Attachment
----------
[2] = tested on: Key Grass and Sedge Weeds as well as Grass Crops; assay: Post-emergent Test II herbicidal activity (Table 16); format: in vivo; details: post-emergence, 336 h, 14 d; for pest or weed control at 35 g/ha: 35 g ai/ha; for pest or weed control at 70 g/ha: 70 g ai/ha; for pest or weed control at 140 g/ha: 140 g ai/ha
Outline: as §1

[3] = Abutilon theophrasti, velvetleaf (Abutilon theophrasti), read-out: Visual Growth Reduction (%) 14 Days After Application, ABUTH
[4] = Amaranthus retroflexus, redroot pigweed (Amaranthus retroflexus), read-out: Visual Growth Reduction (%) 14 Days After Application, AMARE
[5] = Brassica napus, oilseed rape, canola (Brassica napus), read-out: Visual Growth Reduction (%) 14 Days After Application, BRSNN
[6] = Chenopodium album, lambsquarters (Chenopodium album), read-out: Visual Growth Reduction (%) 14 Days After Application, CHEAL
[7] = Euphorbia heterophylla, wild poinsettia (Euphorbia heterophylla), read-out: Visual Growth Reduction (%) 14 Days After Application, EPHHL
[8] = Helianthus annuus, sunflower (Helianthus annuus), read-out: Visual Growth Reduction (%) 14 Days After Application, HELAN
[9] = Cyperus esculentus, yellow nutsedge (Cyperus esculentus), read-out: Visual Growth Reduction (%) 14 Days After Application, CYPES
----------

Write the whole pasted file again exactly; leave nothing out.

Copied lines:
[2] = tested on: Key Grass and Sedge Weeds as well as Grass Crops; assay: Post-emergent Test II herbicidal activity (Table 16); format: in vivo; details: post-emergence, 336 h, 14 d; for pest or weed control at 35 g/ha: 35 g ai/ha; for pest or weed control at 70 g/ha: 70 g ai/ha; for pest or weed control at 140 g/ha: 140 g ai/ha
Outline: as §1

[3] = Abutilon theophrasti, velvetleaf (Abutilon theophrasti), read-out: Visual Growth Reduction (%) 14 Days After Application, ABUTH
[4] = Amaranthus retroflexus, redroot pigweed (Amaranthus retroflexus), read-out: Visual Growth Reduction (%) 14 Days After Application, AMARE
[5] = Brassica napus, oilseed rape, canola (Brassica napus), read-out: Visual Growth Reduction (%) 14 Days After Application, BRSNN
[6] = Chenopodium album, lambsquarters (Chenopodium album), read-out: Visual Growth Reduction (%) 14 Days After Application, CHEAL
[7] = Euphorbia heterophylla, wild poinsettia (Euphorbia heterophylla), read-out: Visual Growth Reduction (%) 14 Days After Application, EPHHL
[8] = Helianthus annuus, sunflower (Helianthus annuus), read-out: Visual Growth Reduction (%) 14 Days After Application, HELAN
[9] = Cyperus esculentus, yellow nutsedge (Cyperus esculentus), read-out: Visual Growth Reduction (%) 14 Days After Application, CYPES